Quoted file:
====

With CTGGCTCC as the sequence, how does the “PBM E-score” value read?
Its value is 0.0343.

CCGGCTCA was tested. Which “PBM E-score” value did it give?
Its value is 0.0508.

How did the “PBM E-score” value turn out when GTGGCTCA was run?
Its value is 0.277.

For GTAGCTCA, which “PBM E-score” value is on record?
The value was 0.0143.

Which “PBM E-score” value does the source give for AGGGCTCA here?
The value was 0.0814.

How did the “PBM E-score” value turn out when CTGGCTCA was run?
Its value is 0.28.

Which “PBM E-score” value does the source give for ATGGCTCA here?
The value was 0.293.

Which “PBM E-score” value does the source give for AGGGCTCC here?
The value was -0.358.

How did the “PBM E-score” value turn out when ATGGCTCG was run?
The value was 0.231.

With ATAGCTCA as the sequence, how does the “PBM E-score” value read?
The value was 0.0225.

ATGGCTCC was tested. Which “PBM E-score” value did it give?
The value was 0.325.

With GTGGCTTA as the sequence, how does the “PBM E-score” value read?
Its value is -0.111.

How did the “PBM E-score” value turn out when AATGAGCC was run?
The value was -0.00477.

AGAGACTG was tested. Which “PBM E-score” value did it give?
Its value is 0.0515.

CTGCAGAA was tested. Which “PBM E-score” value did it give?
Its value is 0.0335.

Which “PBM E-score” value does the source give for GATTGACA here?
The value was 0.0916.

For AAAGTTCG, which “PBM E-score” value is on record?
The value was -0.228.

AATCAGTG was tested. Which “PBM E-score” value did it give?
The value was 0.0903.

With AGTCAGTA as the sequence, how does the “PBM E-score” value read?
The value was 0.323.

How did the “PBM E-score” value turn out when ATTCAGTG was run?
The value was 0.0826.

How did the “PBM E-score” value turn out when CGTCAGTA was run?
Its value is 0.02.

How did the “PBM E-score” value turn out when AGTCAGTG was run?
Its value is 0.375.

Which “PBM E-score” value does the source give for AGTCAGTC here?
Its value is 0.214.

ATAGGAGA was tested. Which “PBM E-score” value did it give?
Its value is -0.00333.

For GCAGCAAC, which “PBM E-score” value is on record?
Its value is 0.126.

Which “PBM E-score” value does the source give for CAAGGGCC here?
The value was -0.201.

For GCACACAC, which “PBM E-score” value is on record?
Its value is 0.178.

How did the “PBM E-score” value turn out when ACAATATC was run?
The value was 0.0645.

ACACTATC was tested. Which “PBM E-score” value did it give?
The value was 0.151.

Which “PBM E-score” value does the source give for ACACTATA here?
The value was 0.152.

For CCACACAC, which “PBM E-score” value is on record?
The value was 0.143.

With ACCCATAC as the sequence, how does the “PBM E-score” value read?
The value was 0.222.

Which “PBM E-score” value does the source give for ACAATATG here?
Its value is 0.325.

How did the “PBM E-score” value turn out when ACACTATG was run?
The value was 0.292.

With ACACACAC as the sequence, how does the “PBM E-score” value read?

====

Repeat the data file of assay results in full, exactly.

With CTGGCTCC as the sequence, how does the “PBM E-score” value read?
Its value is 0.0343.

CCGGCTCA was tested. Which “PBM E-score” value did it give?
Its value is 0.0508.

How did the “PBM E-score” value turn out when GTGGCTCA was run?
Its value is 0.277.

For GTAGCTCA, which “PBM E-score” value is on record?
The value was 0.0143.

Which “PBM E-score” value does the source give for AGGGCTCA here?
The value was 0.0814.

How did the “PBM E-score” value turn out when CTGGCTCA was run?
Its value is 0.28.

Which “PBM E-score” value does the source give for ATGGCTCA here?
The value was 0.293.

Which “PBM E-score” value does the source give for AGGGCTCC here?
The value was -0.358.

How did the “PBM E-score” value turn out when ATGGCTCG was run?
The value was 0.231.

With ATAGCTCA as the sequence, how does the “PBM E-score” value read?
The value was 0.0225.

ATGGCTCC was tested. Which “PBM E-score” value did it give?
The value was 0.325.

With GTGGCTTA as the sequence, how does the “PBM E-score” value read?
Its value is -0.111.

How did the “PBM E-score” value turn out when AATGAGCC was run?
The value was -0.00477.

AGAGACTG was tested. Which “PBM E-score” value did it give?
Its value is 0.0515.

CTGCAGAA was tested. Which “PBM E-score” value did it give?
Its value is 0.0335.

Which “PBM E-score” value does the source give for GATTGACA here?
The value was 0.0916.

For AAAGTTCG, which “PBM E-score” value is on record?
The value was -0.228.

AATCAGTG was tested. Which “PBM E-score” value did it give?
The value was 0.0903.

With AGTCAGTA as the sequence, how does the “PBM E-score” value read?
The value was 0.323.

How did the “PBM E-score” value turn out when ATTCAGTG was run?
The value was 0.0826.

How did the “PBM E-score” value turn out when CGTCAGTA was run?
Its value is 0.02.

How did the “PBM E-score” value turn out when AGTCAGTG was run?
Its value is 0.375.

Which “PBM E-score” value does the source give for AGTCAGTC here?
Its value is 0.214.

ATAGGAGA was tested. Which “PBM E-score” value did it give?
Its value is -0.00333.

For GCAGCAAC, which “PBM E-score” value is on record?
Its value is 0.126.

Which “PBM E-score” value does the source give for CAAGGGCC here?
The value was -0.201.

For GCACACAC, which “PBM E-score” value is on record?
Its value is 0.178.

How did the “PBM E-score” value turn out when ACAATATC was run?
The value was 0.0645.

ACACTATC was tested. Which “PBM E-score” value did it give?
The value was 0.151.

Which “PBM E-score” value does the source give for ACACTATA here?
The value was 0.152.

For CCACACAC, which “PBM E-score” value is on record?
The value was 0.143.

With ACCCATAC as the sequence, how does the “PBM E-score” value read?
The value was 0.222.

Which “PBM E-score” value does the source give for ACAATATG here?
Its value is 0.325.

How did the “PBM E-score” value turn out when ACACTATG was run?
The value was 0.292.

With ACACACAC as the sequence, how does the “PBM E-score” value read?